“We are not against the ropeway or development. We are only concerned about the environment and local livelihoods,” said Sundar Singh, head of Palchan’s village council. “We want as few trees to be cut as possible and people to be consulted.”
A nine-kilometre ropeway is being built in the north Indian state of Himachal Pradesh. The electricity-powered aerial cable cars will carry tourists between Kothi, an ancient Himalayan village, and the Rohtang Pass, one of the highest passes in the Himalayas. Currently the only way to reach the Rohtang Pass is a two-hour drive on the congested road from Manali, a resort town near Kothi; the ropeway is expected to reduce this to about 20 minutes.
Palchan is one of the villages near Manali whose residents have objected to the construction of the ropeway. Originally planned in 2010, the Rohtang ropeway project has been scrapped and revived multiple times, as the National Green Tribunal, India’s environmental court, insisted on it while locals resisted it. Many locals work as taxi drivers; Singh said that the development will lead to income loss for those who work as taxi drivers in his village and that the village council has suggested an alternative route.
Despite these objections, in October 2020 the formalities for construction of the ropeway were reported to be complete.
Since 2018, the Indian government has been advocating ropeways for tourism and urban transport. They are encouraged as a low-cost, low-energy form of transport and development that can reduce pollution. But experts and communities say they often have unintended consequences.
In the same month of the Rohtang ropeway project’s approval in Himachal Pradesh, a similar project was under discussion in the neighbouring state of Uttarakhand: the Haldwani-Nainital ropeway, first proposed in 2018.
During a public interest litigation in the High Court of Uttarakhand, Ajay Singh Rawat, a professor and environmentalist, argued that the geology of the area would not support the project, as Nainital is sensitive and prone to landslides. On October 20, the court told the state Tourism Development Board and district magistrate of Nainital to meet Rawat and work out an alternative.
The Third Pole wrote to the district magistrate of Nainital and the Tourism Development Board asking for their response to Rawat’s arguments. This story will be updated if a response is received.
“Traditionally in the hills, particularly in Himachal Pradesh, ropeways used to be a cheap and effective way of going from a high point to a low point using the natural gradient of a hill. Apple trollies in Himachal are an excellent example of this. They were an environmentally sustainable and cost-effective alternative to roads, which were more expensive and infrastructure-heavy,” explained Manshi Asher, a researcher at Himdhara, a Himachal Pradesh-based environmental research and action collective.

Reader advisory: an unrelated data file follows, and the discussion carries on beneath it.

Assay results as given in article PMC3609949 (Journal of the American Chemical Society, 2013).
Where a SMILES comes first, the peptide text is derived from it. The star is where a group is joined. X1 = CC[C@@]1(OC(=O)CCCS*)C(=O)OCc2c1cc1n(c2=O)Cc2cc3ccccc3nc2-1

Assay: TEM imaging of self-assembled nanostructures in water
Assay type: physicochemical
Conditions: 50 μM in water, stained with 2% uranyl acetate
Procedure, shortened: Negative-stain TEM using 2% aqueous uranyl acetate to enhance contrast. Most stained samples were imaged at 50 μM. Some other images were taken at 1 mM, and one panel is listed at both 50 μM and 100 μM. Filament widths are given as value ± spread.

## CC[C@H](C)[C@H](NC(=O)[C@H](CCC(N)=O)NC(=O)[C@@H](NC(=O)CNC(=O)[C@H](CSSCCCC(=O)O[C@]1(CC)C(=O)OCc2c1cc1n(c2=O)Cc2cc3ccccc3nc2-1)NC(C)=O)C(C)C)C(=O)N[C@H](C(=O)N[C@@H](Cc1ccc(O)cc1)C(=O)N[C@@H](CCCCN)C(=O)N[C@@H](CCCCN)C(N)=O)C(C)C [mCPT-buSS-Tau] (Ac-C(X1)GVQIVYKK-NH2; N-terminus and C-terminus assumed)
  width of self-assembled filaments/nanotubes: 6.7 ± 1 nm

Before 2018, there were 65 ropeways in India, with several others under construction or being considered, mainly in Himachal Pradesh, Uttarakhand and northeastern states. Then, in March 2018, the government’s policy think tank Niti Aayog released a draft public-private partnership agreement framework to guide state governments in the design and implementation of ropeway projects. In its foreword it noted that “there has been a renewed interest” in this “environmentally friendly” transit option.
Uttarakhand’s tourism policy for 2018 lists 11 potential ropeway sites, with its tourism and hospitality department pursuing five routes actively. Himachal Pradesh has similar plans. The Ropeways and Rapid Transport System Development Corporation lists 10 ropeway proposals at various stages of planning in the state. The Indian government has signed a memorandum of understanding with Doppelmayr, an Austrian ropeway development company, for projects in the cities of Shimla and Manali.
And feasibility studies are being planned for cable cars in the northeastern states of Mizoram and Sikkim.
Rawat told The Third Pole that ropeways should be avoided in the entire Himalayan region unless the rocks are strong. “Take the case of Haldwani-Nainital project,” he said. “The point where the terminus is to come up is an exceptionally sensitive area. The entire hill there is made up of calcium carbonate. Ropeways may be environmentally less harmful in general but not in the fragile ecosystems of the Himalayas. In the Himalayas, they should be constructed only if geological studies and environmental impact assessment reports don’t highlight any serious concerns.”